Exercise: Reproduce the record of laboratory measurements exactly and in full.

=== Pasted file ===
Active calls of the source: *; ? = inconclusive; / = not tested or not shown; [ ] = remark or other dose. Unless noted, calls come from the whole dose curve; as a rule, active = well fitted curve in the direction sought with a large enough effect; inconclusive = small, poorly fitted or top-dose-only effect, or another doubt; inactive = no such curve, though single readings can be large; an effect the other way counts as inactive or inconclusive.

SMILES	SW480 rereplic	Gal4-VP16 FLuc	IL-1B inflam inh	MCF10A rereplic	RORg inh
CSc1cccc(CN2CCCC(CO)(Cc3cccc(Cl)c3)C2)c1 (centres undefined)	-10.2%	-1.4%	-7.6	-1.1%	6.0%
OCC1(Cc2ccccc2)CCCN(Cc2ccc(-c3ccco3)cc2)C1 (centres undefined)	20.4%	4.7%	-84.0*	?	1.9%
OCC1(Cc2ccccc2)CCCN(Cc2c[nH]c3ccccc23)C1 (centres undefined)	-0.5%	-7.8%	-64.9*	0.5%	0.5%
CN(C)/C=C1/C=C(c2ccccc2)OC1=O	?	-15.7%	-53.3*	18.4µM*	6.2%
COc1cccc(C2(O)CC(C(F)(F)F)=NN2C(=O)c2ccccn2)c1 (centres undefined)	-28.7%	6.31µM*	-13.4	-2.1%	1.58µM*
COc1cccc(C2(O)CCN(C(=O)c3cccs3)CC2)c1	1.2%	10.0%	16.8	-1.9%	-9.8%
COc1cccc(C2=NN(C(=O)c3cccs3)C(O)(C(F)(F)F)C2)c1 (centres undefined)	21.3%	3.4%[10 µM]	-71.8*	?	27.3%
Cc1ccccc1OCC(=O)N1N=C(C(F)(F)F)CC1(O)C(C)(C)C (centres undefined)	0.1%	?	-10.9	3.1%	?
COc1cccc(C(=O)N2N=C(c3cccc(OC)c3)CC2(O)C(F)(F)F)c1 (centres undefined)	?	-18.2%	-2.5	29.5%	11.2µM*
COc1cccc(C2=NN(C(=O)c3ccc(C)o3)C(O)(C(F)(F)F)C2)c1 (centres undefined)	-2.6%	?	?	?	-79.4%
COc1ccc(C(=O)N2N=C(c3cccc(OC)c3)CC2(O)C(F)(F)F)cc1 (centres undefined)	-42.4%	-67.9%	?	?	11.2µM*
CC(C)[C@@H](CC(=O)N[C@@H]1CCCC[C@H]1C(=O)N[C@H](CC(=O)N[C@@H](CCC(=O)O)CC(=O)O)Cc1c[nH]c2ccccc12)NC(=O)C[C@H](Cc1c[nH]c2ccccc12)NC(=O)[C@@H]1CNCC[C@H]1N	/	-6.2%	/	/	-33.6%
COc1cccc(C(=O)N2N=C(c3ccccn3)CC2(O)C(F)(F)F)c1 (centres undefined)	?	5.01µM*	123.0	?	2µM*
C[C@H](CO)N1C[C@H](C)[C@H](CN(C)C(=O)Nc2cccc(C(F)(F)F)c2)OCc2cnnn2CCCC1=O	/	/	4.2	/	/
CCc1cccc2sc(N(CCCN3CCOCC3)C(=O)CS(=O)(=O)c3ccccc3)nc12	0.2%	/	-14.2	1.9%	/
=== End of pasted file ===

Active calls of the source: *; ? = inconclusive; / = not tested or not shown; [ ] = remark or other dose. Unless noted, calls come from the whole dose curve; as a rule, active = well fitted curve in the direction sought with a large enough effect; inconclusive = small, poorly fitted or top-dose-only effect, or another doubt; inactive = no such curve, though single readings can be large; an effect the other way counts as inactive or inconclusive.

SMILES	SW480 rereplic	Gal4-VP16 FLuc	IL-1B inflam inh	MCF10A rereplic	RORg inh
CSc1cccc(CN2CCCC(CO)(Cc3cccc(Cl)c3)C2)c1 (centres undefined)	-10.2%	-1.4%	-7.6	-1.1%	6.0%
OCC1(Cc2ccccc2)CCCN(Cc2ccc(-c3ccco3)cc2)C1 (centres undefined)	20.4%	4.7%	-84.0*	?	1.9%
OCC1(Cc2ccccc2)CCCN(Cc2c[nH]c3ccccc23)C1 (centres undefined)	-0.5%	-7.8%	-64.9*	0.5%	0.5%
CN(C)/C=C1/C=C(c2ccccc2)OC1=O	?	-15.7%	-53.3*	18.4µM*	6.2%
COc1cccc(C2(O)CC(C(F)(F)F)=NN2C(=O)c2ccccn2)c1 (centres undefined)	-28.7%	6.31µM*	-13.4	-2.1%	1.58µM*
COc1cccc(C2(O)CCN(C(=O)c3cccs3)CC2)c1	1.2%	10.0%	16.8	-1.9%	-9.8%
COc1cccc(C2=NN(C(=O)c3cccs3)C(O)(C(F)(F)F)C2)c1 (centres undefined)	21.3%	3.4%[10 µM]	-71.8*	?	27.3%
Cc1ccccc1OCC(=O)N1N=C(C(F)(F)F)CC1(O)C(C)(C)C (centres undefined)	0.1%	?	-10.9	3.1%	?
COc1cccc(C(=O)N2N=C(c3cccc(OC)c3)CC2(O)C(F)(F)F)c1 (centres undefined)	?	-18.2%	-2.5	29.5%	11.2µM*
COc1cccc(C2=NN(C(=O)c3ccc(C)o3)C(O)(C(F)(F)F)C2)c1 (centres undefined)	-2.6%	?	?	?	-79.4%
COc1ccc(C(=O)N2N=C(c3cccc(OC)c3)CC2(O)C(F)(F)F)cc1 (centres undefined)	-42.4%	-67.9%	?	?	11.2µM*
CC(C)[C@@H](CC(=O)N[C@@H]1CCCC[C@H]1C(=O)N[C@H](CC(=O)N[C@@H](CCC(=O)O)CC(=O)O)Cc1c[nH]c2ccccc12)NC(=O)C[C@H](Cc1c[nH]c2ccccc12)NC(=O)[C@@H]1CNCC[C@H]1N	/	-6.2%	/	/	-33.6%
COc1cccc(C(=O)N2N=C(c3ccccn3)CC2(O)C(F)(F)F)c1 (centres undefined)	?	5.01µM*	123.0	?	2µM*
C[C@H](CO)N1C[C@H](C)[C@H](CN(C)C(=O)Nc2cccc(C(F)(F)F)c2)OCc2cnnn2CCCC1=O	/	/	4.2	/	/
CCc1cccc2sc(N(CCCN3CCOCC3)C(=O)CS(=O)(=O)c3ccccc3)nc12	0.2%	/	-14.2	1.9%	/